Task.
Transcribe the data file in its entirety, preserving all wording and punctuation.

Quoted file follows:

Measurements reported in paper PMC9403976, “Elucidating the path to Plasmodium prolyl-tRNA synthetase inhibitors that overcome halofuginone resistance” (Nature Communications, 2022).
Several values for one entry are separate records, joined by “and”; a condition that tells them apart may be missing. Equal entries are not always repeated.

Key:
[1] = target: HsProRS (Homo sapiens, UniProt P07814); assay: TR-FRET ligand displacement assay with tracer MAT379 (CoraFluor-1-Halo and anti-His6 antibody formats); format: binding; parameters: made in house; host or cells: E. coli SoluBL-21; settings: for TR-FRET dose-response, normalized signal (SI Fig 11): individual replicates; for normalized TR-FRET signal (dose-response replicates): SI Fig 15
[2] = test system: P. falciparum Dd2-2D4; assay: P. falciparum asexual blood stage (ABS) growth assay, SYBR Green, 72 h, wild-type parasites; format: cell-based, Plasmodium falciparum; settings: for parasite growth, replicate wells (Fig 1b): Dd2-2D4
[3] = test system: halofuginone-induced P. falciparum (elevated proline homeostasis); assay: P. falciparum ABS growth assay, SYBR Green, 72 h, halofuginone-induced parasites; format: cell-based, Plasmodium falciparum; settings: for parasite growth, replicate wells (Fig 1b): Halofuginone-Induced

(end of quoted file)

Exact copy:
Measurements reported in paper PMC9403976, “Elucidating the path to Plasmodium prolyl-tRNA synthetase inhibitors that overcome halofuginone resistance” (Nature Communications, 2022).
Several values for one entry are separate records, joined by “and”; a condition that tells them apart may be missing. Equal entries are not always repeated.

Key:
[1] = target: HsProRS (Homo sapiens, UniProt P07814); assay: TR-FRET ligand displacement assay with tracer MAT379 (CoraFluor-1-Halo and anti-His6 antibody formats); format: binding; parameters: made in house; host or cells: E. coli SoluBL-21; settings: for TR-FRET dose-response, normalized signal (SI Fig 11): individual replicates; for normalized TR-FRET signal (dose-response replicates): SI Fig 15
[2] = test system: P. falciparum Dd2-2D4; assay: P. falciparum asexual blood stage (ABS) growth assay, SYBR Green, 72 h, wild-type parasites; format: cell-based, Plasmodium falciparum; settings: for parasite growth, replicate wells (Fig 1b): Dd2-2D4
[3] = test system: halofuginone-induced P. falciparum (elevated proline homeostasis); assay: P. falciparum ABS growth assay, SYBR Green, 72 h, halofuginone-induced parasites; format: cell-based, Plasmodium falciparum; settings: for parasite growth, replicate wells (Fig 1b): Halofuginone-Induced